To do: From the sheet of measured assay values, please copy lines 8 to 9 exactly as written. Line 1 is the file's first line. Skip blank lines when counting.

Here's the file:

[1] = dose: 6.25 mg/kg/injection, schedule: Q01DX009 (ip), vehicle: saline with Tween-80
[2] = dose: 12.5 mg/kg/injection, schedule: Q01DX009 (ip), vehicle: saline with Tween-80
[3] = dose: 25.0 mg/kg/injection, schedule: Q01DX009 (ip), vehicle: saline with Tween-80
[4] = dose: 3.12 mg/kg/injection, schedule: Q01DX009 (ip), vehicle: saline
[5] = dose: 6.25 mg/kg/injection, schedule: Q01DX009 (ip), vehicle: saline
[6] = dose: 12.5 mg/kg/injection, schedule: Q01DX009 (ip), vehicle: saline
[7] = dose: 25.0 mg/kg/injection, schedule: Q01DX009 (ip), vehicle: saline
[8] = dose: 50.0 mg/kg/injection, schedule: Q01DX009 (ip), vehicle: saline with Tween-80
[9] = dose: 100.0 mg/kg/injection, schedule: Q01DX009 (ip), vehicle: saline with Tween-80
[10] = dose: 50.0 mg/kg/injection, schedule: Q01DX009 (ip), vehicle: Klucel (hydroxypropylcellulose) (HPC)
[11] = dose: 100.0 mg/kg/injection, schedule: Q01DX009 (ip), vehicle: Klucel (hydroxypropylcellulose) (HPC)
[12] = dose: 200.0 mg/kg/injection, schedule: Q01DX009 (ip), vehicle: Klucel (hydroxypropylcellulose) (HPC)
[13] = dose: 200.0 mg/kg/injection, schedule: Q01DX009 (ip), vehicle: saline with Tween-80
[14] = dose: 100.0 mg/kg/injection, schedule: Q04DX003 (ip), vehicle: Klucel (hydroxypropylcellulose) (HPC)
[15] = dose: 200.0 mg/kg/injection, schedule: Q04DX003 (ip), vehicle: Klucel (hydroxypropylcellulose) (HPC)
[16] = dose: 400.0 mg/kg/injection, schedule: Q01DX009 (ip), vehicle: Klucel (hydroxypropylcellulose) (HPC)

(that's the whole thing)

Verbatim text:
[8] = dose: 50.0 mg/kg/injection, schedule: Q01DX009 (ip), vehicle: saline with Tween-80
[9] = dose: 100.0 mg/kg/injection, schedule: Q01DX009 (ip), vehicle: saline with Tween-80